There are many stories, opinions and think-pieces about Stormé Delarverie floating around the internet, many of them arguing what her role was in the Stonewall uprisings of 1969 or, more recently, her pronouns/gender identity. As a precursor to this post, I want to state that I have thought about these discourses and, as Delarverie was alive until 2014 and yet there is only one alleged source (that I can find) claiming that Delarverie used he/him pronouns, I will continue to use she/her in my writing. This is not to force Delarverie into a gender essentialist box – lesbian gender exists separately to heterosexist gender assignations, after all, and I firmly believe that lesbian womanhood is an experience which prioritises lesbianism rather than womanhood. Because of this, Dressing Dykes is always an inclusive space for he/him and they/them lesbians. My choice to refer to Delarverie with she/her pronouns is not a dismissal of these lives and realities.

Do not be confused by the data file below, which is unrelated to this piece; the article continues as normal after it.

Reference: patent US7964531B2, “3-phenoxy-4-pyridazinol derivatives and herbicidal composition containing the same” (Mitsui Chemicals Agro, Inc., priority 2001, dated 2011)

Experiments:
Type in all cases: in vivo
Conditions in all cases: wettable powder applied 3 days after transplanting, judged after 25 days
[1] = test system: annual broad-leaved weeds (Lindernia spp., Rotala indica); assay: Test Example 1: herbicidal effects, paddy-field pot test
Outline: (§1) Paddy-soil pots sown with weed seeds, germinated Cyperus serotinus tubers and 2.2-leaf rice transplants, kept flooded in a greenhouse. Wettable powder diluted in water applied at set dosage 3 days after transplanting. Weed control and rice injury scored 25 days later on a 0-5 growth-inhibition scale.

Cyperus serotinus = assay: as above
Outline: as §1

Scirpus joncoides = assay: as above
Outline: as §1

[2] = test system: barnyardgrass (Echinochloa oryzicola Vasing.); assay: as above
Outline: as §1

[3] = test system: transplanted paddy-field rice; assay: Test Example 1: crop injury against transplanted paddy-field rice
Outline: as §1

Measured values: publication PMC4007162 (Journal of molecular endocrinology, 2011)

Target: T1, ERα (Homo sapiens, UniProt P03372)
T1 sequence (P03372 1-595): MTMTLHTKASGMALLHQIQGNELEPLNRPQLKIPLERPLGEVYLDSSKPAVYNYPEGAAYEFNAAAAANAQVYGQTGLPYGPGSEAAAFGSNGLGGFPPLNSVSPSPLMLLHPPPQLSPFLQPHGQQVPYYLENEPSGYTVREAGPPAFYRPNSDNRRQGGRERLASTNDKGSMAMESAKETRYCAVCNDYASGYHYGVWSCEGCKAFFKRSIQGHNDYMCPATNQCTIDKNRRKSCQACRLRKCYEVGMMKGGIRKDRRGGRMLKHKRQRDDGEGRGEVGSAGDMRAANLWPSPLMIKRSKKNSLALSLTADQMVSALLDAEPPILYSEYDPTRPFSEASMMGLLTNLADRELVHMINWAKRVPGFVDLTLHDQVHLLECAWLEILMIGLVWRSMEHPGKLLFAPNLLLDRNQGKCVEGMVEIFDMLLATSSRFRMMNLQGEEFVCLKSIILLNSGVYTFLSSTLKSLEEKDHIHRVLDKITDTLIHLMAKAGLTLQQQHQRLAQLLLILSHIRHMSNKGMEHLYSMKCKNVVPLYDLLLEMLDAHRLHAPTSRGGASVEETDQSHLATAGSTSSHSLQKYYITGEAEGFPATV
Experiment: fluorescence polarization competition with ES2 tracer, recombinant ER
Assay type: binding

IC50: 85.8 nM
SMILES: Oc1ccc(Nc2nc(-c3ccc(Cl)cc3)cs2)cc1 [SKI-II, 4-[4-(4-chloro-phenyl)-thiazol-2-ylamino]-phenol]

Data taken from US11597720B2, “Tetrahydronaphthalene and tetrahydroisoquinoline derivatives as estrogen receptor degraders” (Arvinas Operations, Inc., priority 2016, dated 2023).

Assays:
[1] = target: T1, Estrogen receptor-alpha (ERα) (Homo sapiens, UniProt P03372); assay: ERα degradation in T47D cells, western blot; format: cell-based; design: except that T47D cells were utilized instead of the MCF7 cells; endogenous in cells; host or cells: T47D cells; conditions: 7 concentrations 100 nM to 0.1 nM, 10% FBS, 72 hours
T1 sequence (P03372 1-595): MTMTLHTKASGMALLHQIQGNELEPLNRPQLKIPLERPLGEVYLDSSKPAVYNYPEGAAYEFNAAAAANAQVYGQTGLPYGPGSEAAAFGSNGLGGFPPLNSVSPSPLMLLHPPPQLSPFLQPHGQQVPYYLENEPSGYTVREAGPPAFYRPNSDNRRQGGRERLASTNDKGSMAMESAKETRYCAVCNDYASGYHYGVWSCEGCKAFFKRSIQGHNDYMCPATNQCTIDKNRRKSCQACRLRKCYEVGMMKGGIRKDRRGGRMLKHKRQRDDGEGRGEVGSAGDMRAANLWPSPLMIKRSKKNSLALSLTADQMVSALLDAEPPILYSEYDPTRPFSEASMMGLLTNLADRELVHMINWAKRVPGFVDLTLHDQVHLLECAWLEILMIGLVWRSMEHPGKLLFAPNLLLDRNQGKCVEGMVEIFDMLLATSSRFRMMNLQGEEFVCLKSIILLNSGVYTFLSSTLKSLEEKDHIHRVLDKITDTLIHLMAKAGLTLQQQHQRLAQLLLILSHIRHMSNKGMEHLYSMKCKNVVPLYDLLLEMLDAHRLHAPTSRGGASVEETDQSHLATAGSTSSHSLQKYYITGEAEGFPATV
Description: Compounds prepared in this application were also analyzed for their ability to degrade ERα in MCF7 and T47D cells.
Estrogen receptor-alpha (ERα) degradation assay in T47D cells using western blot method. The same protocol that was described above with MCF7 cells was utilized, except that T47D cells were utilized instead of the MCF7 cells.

Stormé Delarverie was born in 1920 and worked as a male impersonator (or perhaps now we would refer to her as a drag king) for the Jewel Box Revue, a travelling cabaret, from 1959 to 1969. Later in her life she worked as a bouncer for lesbian and queer bars around Greenwich Village, New York City.1 She is often referred to as the “Stonewall Lesbian”: there has recently been debate around who “threw the first punch” at Stonewall, and it is very likely that it was Delarverie who prompted the crowd to fight back against the police after she was clubbed in the face by an officer. Her role was incredibly important, of course, but the events of Stonewall and all other protests by the LGBTQ community are not fuelled by individuals but the group; the community. DeLarverie was only identified as the “Stonewall Lesbian” decades after the fact because, in her words, “it was never anybody’s business.”2
The importance of Delarverie’s life cannot be narrowed down to one single event. In this post, I want to focus on the way that she dressed – her everyday lived experience of clothing and the world – and how we can contextualise and learn from it. I am analysing her clothing as that of a resilient, persistent, Black butch lesbian.